The next day I heard loud voices outside. Soldiers or police came into our room and started speaking to us in angry voices. I don’t know if my roommate could understand them, but I sure couldn’t. They probably assumed we were halfwits and left after a few minutes. Then, almost miraculously, two women came in and started the long process of cleaning us up and getting us out of bed. The smell made me think my companion had overcome his fears of fouling his own bed a while ago.
We were being made ready for discharge, but nobody had yet told us where to go or how to get there. It was obvious that neither of us could walk. We were taken outside. The day was warm but not yet overly hot. Two men on motorcycles pulled up and motioned for us to climb on back. Neither of us could easily do so, but with the help of the women, I was able to. I wrapped my arms around the driver, terrified of falling off. We sped away. I don’t know what happened to the other vehicle or my roommate, but I hope he made it away safely.
We rode down a sand road in between banana trees. Coconut palms lined the main road, but where we were, it was simply banana trees and some sort of fruit tree, maybe mango. I got the impression we were heading towards a city, for the number of buildings gradually increased, as did traffic. We arrived at a gas station that also seemed to be a bus stop. My driver consulted with some men and bought me a bus ticket, which he gave to me with a shy smile. I smiled back and thanked him. Then he helped me find a spot on a bench, which previously had held a man who seemed to not mind being forced to squat on the ground so I could sit in his place. I waited, wondering where we were headed. Hopefully a place without snakes.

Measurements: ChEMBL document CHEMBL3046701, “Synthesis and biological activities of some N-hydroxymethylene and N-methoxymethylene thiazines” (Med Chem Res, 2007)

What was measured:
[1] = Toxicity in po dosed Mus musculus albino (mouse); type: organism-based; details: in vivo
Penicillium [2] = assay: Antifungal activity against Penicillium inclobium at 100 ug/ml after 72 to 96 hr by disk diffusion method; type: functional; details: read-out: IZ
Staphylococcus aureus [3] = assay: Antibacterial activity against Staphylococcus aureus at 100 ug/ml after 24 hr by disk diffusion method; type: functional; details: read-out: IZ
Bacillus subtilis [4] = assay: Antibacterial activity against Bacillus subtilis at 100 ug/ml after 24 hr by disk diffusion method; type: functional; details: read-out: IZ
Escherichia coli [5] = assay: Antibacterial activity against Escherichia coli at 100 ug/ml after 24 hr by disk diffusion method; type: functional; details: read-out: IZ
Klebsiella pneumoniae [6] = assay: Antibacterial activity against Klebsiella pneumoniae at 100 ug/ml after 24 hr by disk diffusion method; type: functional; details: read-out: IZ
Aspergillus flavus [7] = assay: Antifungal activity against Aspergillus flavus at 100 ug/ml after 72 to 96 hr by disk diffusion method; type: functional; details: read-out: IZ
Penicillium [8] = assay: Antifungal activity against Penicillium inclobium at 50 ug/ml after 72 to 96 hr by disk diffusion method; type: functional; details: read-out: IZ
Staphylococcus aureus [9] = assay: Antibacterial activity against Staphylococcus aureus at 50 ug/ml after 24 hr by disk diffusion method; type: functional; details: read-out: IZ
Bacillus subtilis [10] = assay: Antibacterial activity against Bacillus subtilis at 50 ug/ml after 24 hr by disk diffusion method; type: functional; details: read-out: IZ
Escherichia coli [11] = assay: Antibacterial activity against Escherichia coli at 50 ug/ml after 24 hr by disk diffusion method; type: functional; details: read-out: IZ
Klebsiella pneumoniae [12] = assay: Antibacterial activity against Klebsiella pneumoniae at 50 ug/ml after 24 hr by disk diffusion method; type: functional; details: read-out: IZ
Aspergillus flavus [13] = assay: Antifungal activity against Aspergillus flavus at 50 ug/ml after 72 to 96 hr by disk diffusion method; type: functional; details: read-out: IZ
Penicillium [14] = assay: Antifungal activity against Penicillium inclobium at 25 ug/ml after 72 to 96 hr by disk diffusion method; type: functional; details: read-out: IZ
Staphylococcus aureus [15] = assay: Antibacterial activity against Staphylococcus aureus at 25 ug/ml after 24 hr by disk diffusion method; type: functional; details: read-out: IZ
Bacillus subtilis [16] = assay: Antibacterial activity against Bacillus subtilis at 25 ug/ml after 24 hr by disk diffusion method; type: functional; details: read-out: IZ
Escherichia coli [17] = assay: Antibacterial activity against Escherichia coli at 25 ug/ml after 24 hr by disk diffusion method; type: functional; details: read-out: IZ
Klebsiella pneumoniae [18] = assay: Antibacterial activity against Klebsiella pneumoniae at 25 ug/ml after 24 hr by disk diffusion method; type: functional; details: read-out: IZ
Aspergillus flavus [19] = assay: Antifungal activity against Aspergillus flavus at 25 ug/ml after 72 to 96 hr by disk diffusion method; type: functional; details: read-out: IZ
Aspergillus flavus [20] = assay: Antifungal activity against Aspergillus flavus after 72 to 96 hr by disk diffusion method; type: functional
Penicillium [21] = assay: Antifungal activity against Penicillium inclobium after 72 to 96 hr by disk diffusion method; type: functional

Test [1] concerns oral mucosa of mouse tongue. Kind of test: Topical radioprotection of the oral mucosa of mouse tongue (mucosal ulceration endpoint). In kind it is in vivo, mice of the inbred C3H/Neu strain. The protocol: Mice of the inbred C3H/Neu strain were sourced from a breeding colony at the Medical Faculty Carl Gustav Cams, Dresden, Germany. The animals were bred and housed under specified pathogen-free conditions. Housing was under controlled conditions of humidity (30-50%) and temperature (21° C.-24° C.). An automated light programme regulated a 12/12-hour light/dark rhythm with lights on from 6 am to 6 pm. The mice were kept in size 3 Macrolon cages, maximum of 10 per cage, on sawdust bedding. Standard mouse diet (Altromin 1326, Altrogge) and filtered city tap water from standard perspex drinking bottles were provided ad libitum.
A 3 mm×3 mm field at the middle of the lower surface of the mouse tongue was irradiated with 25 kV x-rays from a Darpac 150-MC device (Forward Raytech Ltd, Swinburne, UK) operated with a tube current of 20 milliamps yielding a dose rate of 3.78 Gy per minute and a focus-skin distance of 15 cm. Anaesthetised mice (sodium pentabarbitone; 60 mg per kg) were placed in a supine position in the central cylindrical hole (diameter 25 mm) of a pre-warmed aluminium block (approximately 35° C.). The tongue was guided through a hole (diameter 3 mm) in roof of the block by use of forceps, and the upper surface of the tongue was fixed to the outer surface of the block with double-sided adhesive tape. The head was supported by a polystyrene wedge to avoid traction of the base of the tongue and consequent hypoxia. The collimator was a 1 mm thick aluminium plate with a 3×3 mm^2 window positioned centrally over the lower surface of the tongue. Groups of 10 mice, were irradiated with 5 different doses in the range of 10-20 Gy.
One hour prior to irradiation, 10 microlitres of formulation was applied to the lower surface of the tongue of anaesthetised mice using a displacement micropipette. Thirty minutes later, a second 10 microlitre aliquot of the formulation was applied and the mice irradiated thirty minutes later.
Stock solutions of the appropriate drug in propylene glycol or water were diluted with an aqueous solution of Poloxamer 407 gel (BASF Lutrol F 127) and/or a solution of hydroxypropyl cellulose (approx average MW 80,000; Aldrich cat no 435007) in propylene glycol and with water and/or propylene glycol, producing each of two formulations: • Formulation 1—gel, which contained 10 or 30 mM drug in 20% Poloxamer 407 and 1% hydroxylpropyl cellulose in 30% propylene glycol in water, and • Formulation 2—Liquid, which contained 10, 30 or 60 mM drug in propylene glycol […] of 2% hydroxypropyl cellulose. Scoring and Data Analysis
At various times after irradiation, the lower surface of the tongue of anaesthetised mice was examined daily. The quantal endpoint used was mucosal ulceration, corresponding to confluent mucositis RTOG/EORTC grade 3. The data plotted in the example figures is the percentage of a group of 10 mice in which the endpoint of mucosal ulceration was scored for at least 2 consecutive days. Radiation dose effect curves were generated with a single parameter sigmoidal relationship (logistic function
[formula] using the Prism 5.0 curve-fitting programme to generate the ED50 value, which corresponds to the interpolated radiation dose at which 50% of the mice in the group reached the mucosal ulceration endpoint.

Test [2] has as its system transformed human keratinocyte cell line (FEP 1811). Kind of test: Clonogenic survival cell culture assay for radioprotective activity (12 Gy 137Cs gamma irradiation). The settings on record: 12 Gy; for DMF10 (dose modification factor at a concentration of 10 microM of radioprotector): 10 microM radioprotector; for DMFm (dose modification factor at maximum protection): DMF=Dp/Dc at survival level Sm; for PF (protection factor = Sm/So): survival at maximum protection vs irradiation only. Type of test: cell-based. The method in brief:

When it rains this much, there are always more mosquitoes than you think are possible. Even if people try to spray poisons, it merely makes the blood suckers laugh. They will get you eventually, giving you what they gave your closest neighbor. Dengue, drug-resistant Malaria, Zika, Japanese Encephalitis…well, the list goes on if you’re interested in knowing all the ways you could succumb to mankind’s most ferocious enemy.
When dusk falls, the swarms of
mosquitoes become clouds. A person can actually disappear inside one.
I’ve seen it. Imagine a fog that sucks your blood! The man who I
displaced on the bench smiled and handed me a handful of small
mushrooms. He motioned that I should eat them. I hesitated, then
thought, why the hell not and did. They didn’t have much a flavor.
Someone else offered me a sip of water from a bottle. I took him up
on that offer, as well.
Twenty minutes later the bus arrived.
When I stood to begin the tedious process of climbing into it, three
people helped me and I was inside in an instant! Never before have I
felt such gratitude, such generalized love for all mankind. It was
then that I wondered if the mushroom hadn’t kicked in.
Psychedelic or not, the journey was
delightful. Four hours of crawling along muddy roads, dodging
potholes and watching the setting sun through streaked windows became
an amusement park ride! Just when I began to tire of the experience,
we stopped and everyone got off.
Not only did I not have any idea of
where we were, I had no money. Even if there were a hotel, how would
I pay for a room? It was then that I heard someone call my name.
“Mr. Coffey? Mr. Daniel Coffey?”
“Present and accounted for, sir!” I